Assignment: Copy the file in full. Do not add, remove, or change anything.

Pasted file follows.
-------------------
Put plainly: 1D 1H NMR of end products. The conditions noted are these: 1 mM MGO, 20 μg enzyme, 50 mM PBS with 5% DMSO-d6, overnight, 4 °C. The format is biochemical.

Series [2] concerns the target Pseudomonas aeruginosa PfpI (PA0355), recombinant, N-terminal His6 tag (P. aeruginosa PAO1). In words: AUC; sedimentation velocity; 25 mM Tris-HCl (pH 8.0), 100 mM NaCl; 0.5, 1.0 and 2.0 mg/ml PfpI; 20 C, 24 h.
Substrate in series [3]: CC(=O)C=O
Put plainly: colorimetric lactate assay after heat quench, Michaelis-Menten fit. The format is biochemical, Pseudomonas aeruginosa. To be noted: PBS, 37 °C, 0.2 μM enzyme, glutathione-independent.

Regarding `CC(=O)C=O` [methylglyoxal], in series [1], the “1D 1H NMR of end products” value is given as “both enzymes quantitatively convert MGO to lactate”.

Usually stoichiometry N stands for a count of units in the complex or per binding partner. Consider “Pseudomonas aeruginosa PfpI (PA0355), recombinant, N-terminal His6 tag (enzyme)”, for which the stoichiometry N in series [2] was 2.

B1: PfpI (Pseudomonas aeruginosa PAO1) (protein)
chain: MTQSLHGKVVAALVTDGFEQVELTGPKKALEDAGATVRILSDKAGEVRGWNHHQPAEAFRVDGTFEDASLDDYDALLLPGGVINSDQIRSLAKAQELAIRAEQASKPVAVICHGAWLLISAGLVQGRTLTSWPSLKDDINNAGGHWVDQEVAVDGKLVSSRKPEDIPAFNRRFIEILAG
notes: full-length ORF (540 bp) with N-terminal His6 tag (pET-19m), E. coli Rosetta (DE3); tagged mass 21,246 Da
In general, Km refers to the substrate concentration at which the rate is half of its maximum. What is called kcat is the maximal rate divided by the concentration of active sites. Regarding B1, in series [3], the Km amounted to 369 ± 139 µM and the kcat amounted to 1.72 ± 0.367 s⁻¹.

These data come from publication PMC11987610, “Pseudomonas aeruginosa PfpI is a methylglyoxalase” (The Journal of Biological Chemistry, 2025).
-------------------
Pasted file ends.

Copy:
Put plainly: 1D 1H NMR of end products. The conditions noted are these: 1 mM MGO, 20 μg enzyme, 50 mM PBS with 5% DMSO-d6, overnight, 4 °C. The format is biochemical.

Series [2] concerns the target Pseudomonas aeruginosa PfpI (PA0355), recombinant, N-terminal His6 tag (P. aeruginosa PAO1). In words: AUC; sedimentation velocity; 25 mM Tris-HCl (pH 8.0), 100 mM NaCl; 0.5, 1.0 and 2.0 mg/ml PfpI; 20 C, 24 h.
Substrate in series [3]: CC(=O)C=O
Put plainly: colorimetric lactate assay after heat quench, Michaelis-Menten fit. The format is biochemical, Pseudomonas aeruginosa. To be noted: PBS, 37 °C, 0.2 μM enzyme, glutathione-independent.

Regarding `CC(=O)C=O` [methylglyoxal], in series [1], the “1D 1H NMR of end products” value is given as “both enzymes quantitatively convert MGO to lactate”.

Usually stoichiometry N stands for a count of units in the complex or per binding partner. Consider “Pseudomonas aeruginosa PfpI (PA0355), recombinant, N-terminal His6 tag (enzyme)”, for which the stoichiometry N in series [2] was 2.

B1: PfpI (Pseudomonas aeruginosa PAO1) (protein)
chain: MTQSLHGKVVAALVTDGFEQVELTGPKKALEDAGATVRILSDKAGEVRGWNHHQPAEAFRVDGTFEDASLDDYDALLLPGGVINSDQIRSLAKAQELAIRAEQASKPVAVICHGAWLLISAGLVQGRTLTSWPSLKDDINNAGGHWVDQEVAVDGKLVSSRKPEDIPAFNRRFIEILAG
notes: full-length ORF (540 bp) with N-terminal His6 tag (pET-19m), E. coli Rosetta (DE3); tagged mass 21,246 Da
In general, Km refers to the substrate concentration at which the rate is half of its maximum. What is called kcat is the maximal rate divided by the concentration of active sites. Regarding B1, in series [3], the Km amounted to 369 ± 139 µM and the kcat amounted to 1.72 ± 0.367 s⁻¹.

These data come from publication PMC11987610, “Pseudomonas aeruginosa PfpI is a methylglyoxalase” (The Journal of Biological Chemistry, 2025).